Apple further notes that a video of the physical environment shown on an opaque display is called "pass-through video," meaning a system uses one or more image sensor(s) to capture images of the physical environment, and uses those images in presenting the AR environment on the opaque display.
In addition, the system may have a projection system that projects virtual objects into the physical environment, for example, as a hologram or on a physical surface, so that a person, using the system, perceives the virtual objects superimposed over the physical environment.
There are many different types of electronic systems that enable a person to sense and/or interact with various CGR environments. Examples include head mounted systems, projection-based systems, heads-up displays (HUDs), vehicle windshields having integrated display capability, windows having integrated display capability, displays formed as lenses designed to be placed on a person's eyes (e.g., similar to contact lenses), headphones/earphones, speaker arrays, input systems (e.g., wearable or handheld controllers with or without haptic feedback), smartphones, tablets, and desktop/laptop computers.
Apple's patent FIGS. 1A-1B below depict exemplary systems for use in various CGR technologies; FIG. 2 illustrates an example of a system comprising a head-mounted display device and a peripheral device for enabling remote touch detection.
More specifically, Apple's patent FIG. 2 above illustrates system #200, including peripheral device #200A and head-mounted display (HMD) device #200B.
The peripheral device includes camera sensor(s) #210 (e.g., image sensor(s) #108) and motion sensor(s) (e.g., orientation sensor(s) #110). Additionally, HMD device #200B can itself be an embodiment of system #100.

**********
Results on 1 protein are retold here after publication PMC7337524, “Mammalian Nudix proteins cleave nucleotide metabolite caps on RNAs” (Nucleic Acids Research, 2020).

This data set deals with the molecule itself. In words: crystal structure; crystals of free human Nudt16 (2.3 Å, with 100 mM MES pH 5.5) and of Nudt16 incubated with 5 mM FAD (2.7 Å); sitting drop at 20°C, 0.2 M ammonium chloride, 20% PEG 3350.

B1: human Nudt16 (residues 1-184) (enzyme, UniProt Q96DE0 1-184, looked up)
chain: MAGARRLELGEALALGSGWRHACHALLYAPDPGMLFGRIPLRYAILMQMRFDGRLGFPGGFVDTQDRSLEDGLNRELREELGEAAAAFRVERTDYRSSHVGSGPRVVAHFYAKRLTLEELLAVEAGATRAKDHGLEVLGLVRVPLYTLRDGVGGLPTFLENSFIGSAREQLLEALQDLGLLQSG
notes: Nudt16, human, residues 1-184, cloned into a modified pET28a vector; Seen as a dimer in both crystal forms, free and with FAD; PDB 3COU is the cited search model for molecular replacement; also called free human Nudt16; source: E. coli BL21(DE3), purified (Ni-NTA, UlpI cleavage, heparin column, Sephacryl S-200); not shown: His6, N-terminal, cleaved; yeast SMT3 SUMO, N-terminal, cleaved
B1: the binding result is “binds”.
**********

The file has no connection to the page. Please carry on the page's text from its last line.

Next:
Apple's system #200, including peripheral device #200A and HMD device #200B, enables accurate remote touch detection on a desktop or general table surface #206 in order to interact with (e.g., control, manipulate, activate, select) displayed UI elements in a CGR environment displayed using HMD device.
In some embodiments, system #200 forms a three-angle system (e.g., one camera sensor on peripheral device 200A and two camera sensors on the HMD.
In some embodiments, the system #200 includes peripheral device #200A (e.g., with no camera sensors) that emits infrared light to be detected by camera sensor(s) on the HMD.
In some embodiments, system excludes the peripheral device and relies on the HMD device to perform remote touch detection using depth sensing technologies.
Apple's patent FIG. 3 below illustrates an example of a notification that prompts the user to correct an error condition; FIGS. 4-5 illustrate an example of remote touch detection in a CGR environment.
Further, Apple's patent FIG. 3 above illustrates the perspective from which user is viewing CGR environment via a transparent or translucent display of the HMD. In some embodiments, the display of the HMD is opaque, so the user views the physical environment using pass-through video.
Apple's patent FIGS. 6 and 7 below illustrate additional examples of remote touch detection in a CGR environment. Here you're able to see how the user is able to use a virtual trackpad to move the photo sideways to upright using a simple hand gesture.
Apple's patent FIGS. 11-12 above illustrates an alternative example of a system comprising a head-mounted display device and a peripheral device for enabling remote touch detection via infrared emitters instead of cameras to detect objects.
More specifically, Apple notes that "In some embodiments, peripheral device #200A includes infrared emitter(s) #220, which emit infrared light to enable remote touch detection.
Apple's patent application that was published today by the U.S. Patent Office was filed back in Q3 2019. Considering that this is a patent application, the timing of such a product to market is unknown at this time.
Some of the inventors include Sam Iglesias, Senior Software Engineer, AR/VR; Rohit Sethi, Engineering Manager specializing in deep learning and computer vision; and Lejing Wang, Tech Lead/Engineering Manager.